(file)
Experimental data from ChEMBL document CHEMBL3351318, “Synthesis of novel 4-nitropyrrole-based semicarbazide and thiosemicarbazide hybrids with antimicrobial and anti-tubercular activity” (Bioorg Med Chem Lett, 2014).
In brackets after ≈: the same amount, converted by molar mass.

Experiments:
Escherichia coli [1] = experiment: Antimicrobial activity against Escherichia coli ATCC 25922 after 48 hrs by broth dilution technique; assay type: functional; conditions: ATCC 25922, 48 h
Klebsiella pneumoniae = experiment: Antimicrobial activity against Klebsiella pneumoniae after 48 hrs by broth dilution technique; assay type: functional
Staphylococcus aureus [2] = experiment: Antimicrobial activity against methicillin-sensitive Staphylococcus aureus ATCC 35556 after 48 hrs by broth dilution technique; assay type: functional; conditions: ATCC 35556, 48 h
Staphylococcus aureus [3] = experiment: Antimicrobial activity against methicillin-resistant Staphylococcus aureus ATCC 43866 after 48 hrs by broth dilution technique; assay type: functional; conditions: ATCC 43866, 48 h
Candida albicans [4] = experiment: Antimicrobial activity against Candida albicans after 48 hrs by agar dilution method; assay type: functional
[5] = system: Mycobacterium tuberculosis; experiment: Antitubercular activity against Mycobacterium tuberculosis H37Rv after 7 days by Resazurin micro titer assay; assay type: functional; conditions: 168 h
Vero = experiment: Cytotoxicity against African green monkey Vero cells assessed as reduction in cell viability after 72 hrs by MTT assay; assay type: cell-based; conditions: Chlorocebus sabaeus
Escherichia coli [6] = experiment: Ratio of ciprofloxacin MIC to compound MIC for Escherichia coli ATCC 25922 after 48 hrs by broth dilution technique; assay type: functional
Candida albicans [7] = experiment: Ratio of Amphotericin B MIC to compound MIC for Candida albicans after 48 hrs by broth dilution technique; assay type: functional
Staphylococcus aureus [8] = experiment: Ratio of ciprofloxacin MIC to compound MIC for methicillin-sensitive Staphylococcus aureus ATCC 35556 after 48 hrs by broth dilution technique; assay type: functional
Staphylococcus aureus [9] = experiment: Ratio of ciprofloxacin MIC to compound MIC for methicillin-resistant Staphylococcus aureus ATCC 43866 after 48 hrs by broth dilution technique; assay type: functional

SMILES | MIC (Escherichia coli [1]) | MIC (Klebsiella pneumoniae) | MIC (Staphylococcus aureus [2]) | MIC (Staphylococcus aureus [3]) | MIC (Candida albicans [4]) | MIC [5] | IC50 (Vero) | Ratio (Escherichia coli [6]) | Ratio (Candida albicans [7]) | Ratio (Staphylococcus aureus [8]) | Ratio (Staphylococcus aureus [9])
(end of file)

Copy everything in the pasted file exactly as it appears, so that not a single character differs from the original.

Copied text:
Experimental data from ChEMBL document CHEMBL3351318, “Synthesis of novel 4-nitropyrrole-based semicarbazide and thiosemicarbazide hybrids with antimicrobial and anti-tubercular activity” (Bioorg Med Chem Lett, 2014).
In brackets after ≈: the same amount, converted by molar mass.

Experiments:
Escherichia coli [1] = experiment: Antimicrobial activity against Escherichia coli ATCC 25922 after 48 hrs by broth dilution technique; assay type: functional; conditions: ATCC 25922, 48 h
Klebsiella pneumoniae = experiment: Antimicrobial activity against Klebsiella pneumoniae after 48 hrs by broth dilution technique; assay type: functional
Staphylococcus aureus [2] = experiment: Antimicrobial activity against methicillin-sensitive Staphylococcus aureus ATCC 35556 after 48 hrs by broth dilution technique; assay type: functional; conditions: ATCC 35556, 48 h
Staphylococcus aureus [3] = experiment: Antimicrobial activity against methicillin-resistant Staphylococcus aureus ATCC 43866 after 48 hrs by broth dilution technique; assay type: functional; conditions: ATCC 43866, 48 h
Candida albicans [4] = experiment: Antimicrobial activity against Candida albicans after 48 hrs by agar dilution method; assay type: functional
[5] = system: Mycobacterium tuberculosis; experiment: Antitubercular activity against Mycobacterium tuberculosis H37Rv after 7 days by Resazurin micro titer assay; assay type: functional; conditions: 168 h
Vero = experiment: Cytotoxicity against African green monkey Vero cells assessed as reduction in cell viability after 72 hrs by MTT assay; assay type: cell-based; conditions: Chlorocebus sabaeus
Escherichia coli [6] = experiment: Ratio of ciprofloxacin MIC to compound MIC for Escherichia coli ATCC 25922 after 48 hrs by broth dilution technique; assay type: functional
Candida albicans [7] = experiment: Ratio of Amphotericin B MIC to compound MIC for Candida albicans after 48 hrs by broth dilution technique; assay type: functional
Staphylococcus aureus [8] = experiment: Ratio of ciprofloxacin MIC to compound MIC for methicillin-sensitive Staphylococcus aureus ATCC 35556 after 48 hrs by broth dilution technique; assay type: functional
Staphylococcus aureus [9] = experiment: Ratio of ciprofloxacin MIC to compound MIC for methicillin-resistant Staphylococcus aureus ATCC 43866 after 48 hrs by broth dilution technique; assay type: functional

SMILES | MIC (Escherichia coli [1]) | MIC (Klebsiella pneumoniae) | MIC (Staphylococcus aureus [2]) | MIC (Staphylococcus aureus [3]) | MIC (Candida albicans [4]) | MIC [5] | IC50 (Vero) | Ratio (Escherichia coli [6]) | Ratio (Candida albicans [7]) | Ratio (Staphylococcus aureus [8]) | Ratio (Staphylococcus aureus [9])